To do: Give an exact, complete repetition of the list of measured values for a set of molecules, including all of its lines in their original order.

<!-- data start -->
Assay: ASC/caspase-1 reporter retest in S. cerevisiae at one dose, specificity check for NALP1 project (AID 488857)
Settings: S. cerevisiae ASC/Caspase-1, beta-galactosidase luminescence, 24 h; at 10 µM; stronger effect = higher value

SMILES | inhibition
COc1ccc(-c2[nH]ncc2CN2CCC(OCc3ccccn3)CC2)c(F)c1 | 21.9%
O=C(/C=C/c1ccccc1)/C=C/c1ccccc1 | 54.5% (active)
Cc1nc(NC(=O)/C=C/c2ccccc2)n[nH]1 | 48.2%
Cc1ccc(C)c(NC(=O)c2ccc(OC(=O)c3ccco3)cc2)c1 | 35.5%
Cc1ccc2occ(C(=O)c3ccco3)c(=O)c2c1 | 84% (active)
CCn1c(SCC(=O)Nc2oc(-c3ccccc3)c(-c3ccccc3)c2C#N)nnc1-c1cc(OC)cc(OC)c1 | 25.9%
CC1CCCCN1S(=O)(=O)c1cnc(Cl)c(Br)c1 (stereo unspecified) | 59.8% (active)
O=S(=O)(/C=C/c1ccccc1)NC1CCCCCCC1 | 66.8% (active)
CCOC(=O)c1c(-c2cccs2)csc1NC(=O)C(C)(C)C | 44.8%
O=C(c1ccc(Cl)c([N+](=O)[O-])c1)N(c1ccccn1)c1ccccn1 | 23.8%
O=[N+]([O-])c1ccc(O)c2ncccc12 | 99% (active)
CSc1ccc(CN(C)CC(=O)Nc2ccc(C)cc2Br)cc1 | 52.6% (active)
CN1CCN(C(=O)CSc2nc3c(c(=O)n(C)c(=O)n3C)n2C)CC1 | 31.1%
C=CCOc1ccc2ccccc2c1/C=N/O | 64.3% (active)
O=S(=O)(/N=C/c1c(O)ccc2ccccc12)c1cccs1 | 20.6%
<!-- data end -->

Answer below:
Assay: ASC/caspase-1 reporter retest in S. cerevisiae at one dose, specificity check for NALP1 project (AID 488857)
Settings: S. cerevisiae ASC/Caspase-1, beta-galactosidase luminescence, 24 h; at 10 µM; stronger effect = higher value

SMILES | inhibition
COc1ccc(-c2[nH]ncc2CN2CCC(OCc3ccccn3)CC2)c(F)c1 | 21.9%
O=C(/C=C/c1ccccc1)/C=C/c1ccccc1 | 54.5% (active)
Cc1nc(NC(=O)/C=C/c2ccccc2)n[nH]1 | 48.2%
Cc1ccc(C)c(NC(=O)c2ccc(OC(=O)c3ccco3)cc2)c1 | 35.5%
Cc1ccc2occ(C(=O)c3ccco3)c(=O)c2c1 | 84% (active)
CCn1c(SCC(=O)Nc2oc(-c3ccccc3)c(-c3ccccc3)c2C#N)nnc1-c1cc(OC)cc(OC)c1 | 25.9%
CC1CCCCN1S(=O)(=O)c1cnc(Cl)c(Br)c1 (stereo unspecified) | 59.8% (active)
O=S(=O)(/C=C/c1ccccc1)NC1CCCCCCC1 | 66.8% (active)
CCOC(=O)c1c(-c2cccs2)csc1NC(=O)C(C)(C)C | 44.8%
O=C(c1ccc(Cl)c([N+](=O)[O-])c1)N(c1ccccn1)c1ccccn1 | 23.8%
O=[N+]([O-])c1ccc(O)c2ncccc12 | 99% (active)
CSc1ccc(CN(C)CC(=O)Nc2ccc(C)cc2Br)cc1 | 52.6% (active)
CN1CCN(C(=O)CSc2nc3c(c(=O)n(C)c(=O)n3C)n2C)CC1 | 31.1%
C=CCOc1ccc2ccccc2c1/C=N/O | 64.3% (active)
O=S(=O)(/N=C/c1c(O)ccc2ccccc12)c1cccs1 | 20.6%